Prime Minister Shinzo Abe: A legacy of India-Japan friendship
Former Japanese prime minister Shinzo Abe’s assassination has put the world in shock. He was Japan’s longest-serving prime minister who held the office from 2006-2007 and then again from 2012-2020. On the 8th of July, he was shot dead during the daylight while campaigning in the streets of Nara western japan, which was very appalling considering the strict gun laws of the country. This incident raised serious questions on Japan’s image of being one of the safest countries in the world with strict security regulations in the wider international community.
Shortly, after Shinzo Abe’s death, Indian prime minister Narendra Modi announced the preceding day of national mourning in India for the deceased leader.
Abe played a major role in strengthening India and Japan’s bilateral relations. India – Japan relations have a long history dating back to Buddhism acting as a common connecting factor between the two nations. Prime minister Narendra Modi shared a special tie with Japan since the time he was serving as a Chief Minister of Gujarat. Shinzo Abe was the only Japanese leader who made frequent visits to India. In the year 2014, Prime Minister Narendra Modi visited Japan for an official summit with Japanese prime minister Shinzo Abe. In this summit both the Leaders agreed on upgrading their bilateral relations with each other to “special strategic and global partnership “. Subsequently, in the year 2015, Shinzo Abe gave a formal visit to India.
Both the Prime Ministers agreed on transforming India-Japan special strategic and global partnership into an action-based partnership which would mirror and connect their long-term political, economic and strategic goals. In fact, Japan’s prime minister in his book ‘Towards a Beautiful Country: My vision for Japan’, mentioned,“ It would not be a surprise if, in another 10 years, Japan-India relations overtake Japan-US and Japan-China relations “. The two prime ministers time and again reaffirmed the importance of defence relations between India and Japan in their strategic partnership and tried to strengthen it. Both the countries have signed a memorandum of cooperation and exchanges in the field of defence specifically affirming the importance towards the regularization of bilateral maritime exercises and Japan’s continued participation in the India – US Malabar exercise. India and Japan’s defense forces organized a series of comprehensive bilateral exercises Like JIMEX ( naval), Dharma Guardian(Army), and Shinyuu Maitri ( airforce). India during the late Prime Minister Shinzo Abe’s tenure has also expanded and further strengthened its economic relations with Japan. The trade ties between the two countries increased unprecedentedly in the past 5-6 years and Japan is now India’s 12th largest trading partner. In the year 2007, Prime Minister Shinzo Abe first visited India and addressed the parliament where he mentioned his famous “ confluence of the two seas” speech which became the benchmark to the foundation of Indo-Pacific Ties. The concept of the Indo- Pacific was paved by Abe and he also founded the Quadrilateral security dialogue QUAD in which India, Australia, US and Japan are part, and has now become a key factor in India-Japan relations.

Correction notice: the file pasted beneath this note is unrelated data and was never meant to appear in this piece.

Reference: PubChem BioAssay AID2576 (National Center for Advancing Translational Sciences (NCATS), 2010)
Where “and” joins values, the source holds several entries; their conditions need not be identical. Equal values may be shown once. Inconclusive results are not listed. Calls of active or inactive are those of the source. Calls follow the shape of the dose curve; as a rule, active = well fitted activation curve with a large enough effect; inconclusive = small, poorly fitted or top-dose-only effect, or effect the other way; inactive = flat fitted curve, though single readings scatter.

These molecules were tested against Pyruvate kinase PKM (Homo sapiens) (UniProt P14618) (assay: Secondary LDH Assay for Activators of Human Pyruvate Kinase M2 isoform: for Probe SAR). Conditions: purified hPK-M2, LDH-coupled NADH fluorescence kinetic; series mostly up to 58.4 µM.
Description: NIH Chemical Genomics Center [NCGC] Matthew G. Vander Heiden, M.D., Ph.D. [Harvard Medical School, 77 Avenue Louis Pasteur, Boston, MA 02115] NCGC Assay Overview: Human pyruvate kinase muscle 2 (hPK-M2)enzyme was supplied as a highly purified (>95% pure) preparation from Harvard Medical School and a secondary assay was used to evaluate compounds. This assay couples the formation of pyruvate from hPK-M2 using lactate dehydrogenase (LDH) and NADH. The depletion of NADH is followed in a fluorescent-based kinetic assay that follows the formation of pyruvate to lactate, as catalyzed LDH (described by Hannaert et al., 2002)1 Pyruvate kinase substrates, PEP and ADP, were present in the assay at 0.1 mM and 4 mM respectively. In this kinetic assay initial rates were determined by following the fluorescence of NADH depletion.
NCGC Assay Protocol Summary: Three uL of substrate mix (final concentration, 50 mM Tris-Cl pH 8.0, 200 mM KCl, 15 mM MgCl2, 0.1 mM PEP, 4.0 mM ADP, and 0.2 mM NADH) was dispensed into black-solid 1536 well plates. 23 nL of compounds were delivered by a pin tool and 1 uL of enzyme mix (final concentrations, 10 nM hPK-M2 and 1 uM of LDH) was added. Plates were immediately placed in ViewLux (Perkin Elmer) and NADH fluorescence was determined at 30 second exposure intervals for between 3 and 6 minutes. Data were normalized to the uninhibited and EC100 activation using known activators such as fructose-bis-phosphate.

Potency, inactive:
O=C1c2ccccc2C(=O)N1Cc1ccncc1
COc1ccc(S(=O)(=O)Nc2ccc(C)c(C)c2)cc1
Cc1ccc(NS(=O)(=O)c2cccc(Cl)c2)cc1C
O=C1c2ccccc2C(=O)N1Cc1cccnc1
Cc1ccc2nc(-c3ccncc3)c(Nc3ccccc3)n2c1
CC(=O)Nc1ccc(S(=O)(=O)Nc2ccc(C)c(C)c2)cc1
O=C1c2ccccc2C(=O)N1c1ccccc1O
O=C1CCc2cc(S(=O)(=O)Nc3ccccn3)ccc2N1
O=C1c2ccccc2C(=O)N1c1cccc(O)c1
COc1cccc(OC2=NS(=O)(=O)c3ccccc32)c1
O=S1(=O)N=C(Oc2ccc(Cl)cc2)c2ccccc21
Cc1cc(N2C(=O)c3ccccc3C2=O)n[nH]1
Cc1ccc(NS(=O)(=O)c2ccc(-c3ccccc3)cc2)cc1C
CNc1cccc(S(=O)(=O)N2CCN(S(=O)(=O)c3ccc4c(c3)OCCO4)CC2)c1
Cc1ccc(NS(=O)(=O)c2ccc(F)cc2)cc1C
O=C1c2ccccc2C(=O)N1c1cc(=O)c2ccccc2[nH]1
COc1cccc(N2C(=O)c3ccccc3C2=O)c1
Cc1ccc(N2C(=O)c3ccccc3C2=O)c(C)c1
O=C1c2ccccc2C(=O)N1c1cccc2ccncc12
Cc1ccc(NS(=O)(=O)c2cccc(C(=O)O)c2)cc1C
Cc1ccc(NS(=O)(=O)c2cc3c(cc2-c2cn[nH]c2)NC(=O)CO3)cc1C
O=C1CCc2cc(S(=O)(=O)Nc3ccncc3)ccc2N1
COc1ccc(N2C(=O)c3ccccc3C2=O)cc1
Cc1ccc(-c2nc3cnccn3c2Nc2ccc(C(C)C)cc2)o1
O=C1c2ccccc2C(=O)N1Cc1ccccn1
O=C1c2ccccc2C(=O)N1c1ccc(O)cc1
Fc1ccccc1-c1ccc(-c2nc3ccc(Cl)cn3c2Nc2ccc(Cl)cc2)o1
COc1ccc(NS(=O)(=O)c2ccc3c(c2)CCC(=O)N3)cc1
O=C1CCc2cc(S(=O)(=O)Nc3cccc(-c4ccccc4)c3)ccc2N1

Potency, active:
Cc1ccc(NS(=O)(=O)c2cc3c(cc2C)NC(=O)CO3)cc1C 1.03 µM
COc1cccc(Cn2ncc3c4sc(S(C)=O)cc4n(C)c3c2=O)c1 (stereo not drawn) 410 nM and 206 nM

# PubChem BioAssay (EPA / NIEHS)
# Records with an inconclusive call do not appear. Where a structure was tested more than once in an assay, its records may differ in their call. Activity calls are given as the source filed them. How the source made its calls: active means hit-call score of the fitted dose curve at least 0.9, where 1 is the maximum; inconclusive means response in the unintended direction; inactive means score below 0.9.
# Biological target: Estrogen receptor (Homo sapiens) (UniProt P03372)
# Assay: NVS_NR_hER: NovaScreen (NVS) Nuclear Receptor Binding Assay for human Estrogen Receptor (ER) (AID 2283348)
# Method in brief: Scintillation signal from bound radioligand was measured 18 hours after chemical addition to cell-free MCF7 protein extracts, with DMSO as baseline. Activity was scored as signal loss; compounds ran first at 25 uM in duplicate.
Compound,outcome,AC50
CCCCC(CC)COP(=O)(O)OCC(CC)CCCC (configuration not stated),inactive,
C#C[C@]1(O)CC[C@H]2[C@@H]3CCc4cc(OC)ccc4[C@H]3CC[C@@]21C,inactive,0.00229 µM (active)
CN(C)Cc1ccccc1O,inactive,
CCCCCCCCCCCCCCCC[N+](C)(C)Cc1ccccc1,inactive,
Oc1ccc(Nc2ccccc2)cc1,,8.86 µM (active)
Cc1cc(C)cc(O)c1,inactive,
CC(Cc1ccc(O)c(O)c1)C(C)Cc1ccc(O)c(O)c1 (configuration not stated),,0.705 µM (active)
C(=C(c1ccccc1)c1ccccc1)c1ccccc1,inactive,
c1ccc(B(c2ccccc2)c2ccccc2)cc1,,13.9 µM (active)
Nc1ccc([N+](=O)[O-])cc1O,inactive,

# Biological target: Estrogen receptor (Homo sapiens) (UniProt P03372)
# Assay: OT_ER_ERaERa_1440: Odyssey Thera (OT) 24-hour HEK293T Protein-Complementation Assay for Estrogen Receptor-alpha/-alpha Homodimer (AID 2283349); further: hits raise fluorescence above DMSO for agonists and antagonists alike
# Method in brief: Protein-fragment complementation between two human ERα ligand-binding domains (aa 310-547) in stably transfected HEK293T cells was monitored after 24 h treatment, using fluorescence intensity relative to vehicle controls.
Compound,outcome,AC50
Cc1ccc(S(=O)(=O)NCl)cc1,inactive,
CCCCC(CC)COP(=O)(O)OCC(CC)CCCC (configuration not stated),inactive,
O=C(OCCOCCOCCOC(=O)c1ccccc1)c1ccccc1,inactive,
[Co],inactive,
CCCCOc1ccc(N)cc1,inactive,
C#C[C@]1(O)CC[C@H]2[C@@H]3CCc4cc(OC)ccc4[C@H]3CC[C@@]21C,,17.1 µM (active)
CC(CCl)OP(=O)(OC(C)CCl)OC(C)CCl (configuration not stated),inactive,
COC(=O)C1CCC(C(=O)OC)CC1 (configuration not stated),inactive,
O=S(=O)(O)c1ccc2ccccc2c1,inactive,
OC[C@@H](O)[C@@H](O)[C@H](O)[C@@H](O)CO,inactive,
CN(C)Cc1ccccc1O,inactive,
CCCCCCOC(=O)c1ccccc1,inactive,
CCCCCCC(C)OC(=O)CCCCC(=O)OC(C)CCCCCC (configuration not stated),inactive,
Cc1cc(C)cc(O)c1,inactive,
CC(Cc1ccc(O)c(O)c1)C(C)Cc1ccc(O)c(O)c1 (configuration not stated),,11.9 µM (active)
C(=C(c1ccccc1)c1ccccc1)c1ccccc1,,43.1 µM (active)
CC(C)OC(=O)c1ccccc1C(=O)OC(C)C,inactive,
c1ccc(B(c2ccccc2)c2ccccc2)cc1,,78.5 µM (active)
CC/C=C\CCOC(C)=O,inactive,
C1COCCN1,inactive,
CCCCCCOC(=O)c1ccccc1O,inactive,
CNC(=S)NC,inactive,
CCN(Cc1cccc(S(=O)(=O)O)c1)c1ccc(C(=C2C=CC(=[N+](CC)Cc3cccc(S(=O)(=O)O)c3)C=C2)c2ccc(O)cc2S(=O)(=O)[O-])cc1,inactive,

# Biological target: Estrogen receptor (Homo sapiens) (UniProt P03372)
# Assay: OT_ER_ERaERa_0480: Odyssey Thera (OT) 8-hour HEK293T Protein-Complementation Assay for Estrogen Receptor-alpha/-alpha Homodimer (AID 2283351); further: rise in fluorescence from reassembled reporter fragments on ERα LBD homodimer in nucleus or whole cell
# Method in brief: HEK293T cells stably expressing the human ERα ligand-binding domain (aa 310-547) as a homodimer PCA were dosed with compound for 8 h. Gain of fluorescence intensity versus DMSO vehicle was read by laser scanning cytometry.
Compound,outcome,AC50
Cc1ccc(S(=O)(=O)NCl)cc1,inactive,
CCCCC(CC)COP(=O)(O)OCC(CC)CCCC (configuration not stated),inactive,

Abe has played an unprecedented role in strengthening the bilateral relations between India and Japan. He attached special importance to India-Japan relations even before he assumed the Prime Ministerial office. According to sources, Abe spent his childhood with his grandfather Kishi Nobusuke, who considered India in high esteem as he was treated with honour, respect and hospitality when he first visited India in 1957. Prime minister Abe perhaps had tried to maintain the legacy of
His late grandfather by maintaining a healthy tie between the two countries. In 2021 Prime Minister Shinzo Abe was honoured with the Padma Vibhushan award, India’s second-largest civilian award, by the Indian government. He has left behind a fundamental legacy for the Japanese future leaders and the world.
The views and opinions expressed in this article are those of the author and do not necessarily reflect the views of The Kootneeti Team